At the same time as the IRA tax credits and global trends make Mexico a potentially attractive investment option, the Mexican government is continuing to create uncertainty for private investors. The future of mining in general in Mexico came into question on March 28, when the government submitted a proposal that would increase risk and likely make some mining investments economically unviable. The government also has introduced uncertainty around lithium, a highly sought-after mineral that is used in the manufacturing of batteries. While Mexico has the potential to become a competitive producer of lithium, as discoveries have been made in several states in the country, the federal government recently introduced new regulations aimed at increasing state control over its extraction and distribution. These regulations, known as the Lithium Decrees, establish the creation of a new state-owned company called LitioMx (Litio para Mexico) with the intention of managing the exploration, mining exploitation, and refining of lithium throughout the national territory. The second decree hands over responsibility of the country’s lithium reserves to the Ministry of Energy (Sener) and the third decree creates a large lithium mining zone called Li-MX 1 in the northern state of Sonora, which encompasses one of the biggest lithium reserves, and limits the mining activity related to lithium in the area. Until the rules of the road for mining in Mexico and for the lithium sector are settled, it seems likely that Mexico will not realize its potential for foreign investment in these areas.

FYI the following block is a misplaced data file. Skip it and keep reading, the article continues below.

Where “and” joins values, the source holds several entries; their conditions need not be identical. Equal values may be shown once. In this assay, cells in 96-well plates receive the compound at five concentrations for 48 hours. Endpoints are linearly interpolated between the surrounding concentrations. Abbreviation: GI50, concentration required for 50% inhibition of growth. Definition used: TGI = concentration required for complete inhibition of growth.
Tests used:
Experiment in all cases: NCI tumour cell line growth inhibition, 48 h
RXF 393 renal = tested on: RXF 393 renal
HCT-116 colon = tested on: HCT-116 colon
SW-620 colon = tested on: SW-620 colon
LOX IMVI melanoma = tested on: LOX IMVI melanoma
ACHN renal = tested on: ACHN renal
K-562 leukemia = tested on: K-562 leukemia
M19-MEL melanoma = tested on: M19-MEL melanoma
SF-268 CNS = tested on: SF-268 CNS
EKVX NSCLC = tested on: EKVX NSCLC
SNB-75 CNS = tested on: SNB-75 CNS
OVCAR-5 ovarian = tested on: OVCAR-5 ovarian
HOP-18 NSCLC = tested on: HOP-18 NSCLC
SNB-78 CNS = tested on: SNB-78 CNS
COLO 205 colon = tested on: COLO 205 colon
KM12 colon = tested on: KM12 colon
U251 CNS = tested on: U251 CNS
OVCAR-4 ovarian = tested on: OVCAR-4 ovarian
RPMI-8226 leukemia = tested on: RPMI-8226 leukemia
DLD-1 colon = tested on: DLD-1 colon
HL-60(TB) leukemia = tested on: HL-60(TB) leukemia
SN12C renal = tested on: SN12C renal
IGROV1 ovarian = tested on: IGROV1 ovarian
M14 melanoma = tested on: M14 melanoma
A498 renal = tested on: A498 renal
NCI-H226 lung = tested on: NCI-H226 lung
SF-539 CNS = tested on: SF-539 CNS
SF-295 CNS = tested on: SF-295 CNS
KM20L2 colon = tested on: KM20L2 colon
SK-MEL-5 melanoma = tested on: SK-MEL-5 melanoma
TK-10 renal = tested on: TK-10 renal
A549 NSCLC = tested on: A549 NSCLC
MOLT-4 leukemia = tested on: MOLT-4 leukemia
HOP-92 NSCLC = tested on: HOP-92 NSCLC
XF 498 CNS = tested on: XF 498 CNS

Dynamics in North America
The three governments of North America are working on developing EV infrastructure and regulations. During the North American Leaders Summit in January 2023, the U.S., Mexico and Canada agreed to develop a plan for operating standards and the installation of EV chargers along international borders to ensure a seamless EV charging transition from country to country.
The Mexican Ministry of Foreign Affairs, in collaboration with the University of California, created a multi-stakeholder working group for the electrification of transportation and published in January 2023 the results of the working group. These include diagnosis and recommendations for transition of the automotive industry in Mexico. Among the recommendations, the report focuses on circular economies, recycling, handling and battery disposal. In particular, they recommend the review of regulation, standards and proper management programs and disposal of electric vehicle batteries, adequate waste management, and the creation of databases and certification of companies authorized to handle, recycle and dispose of lithium-ion electric vehicle batteries.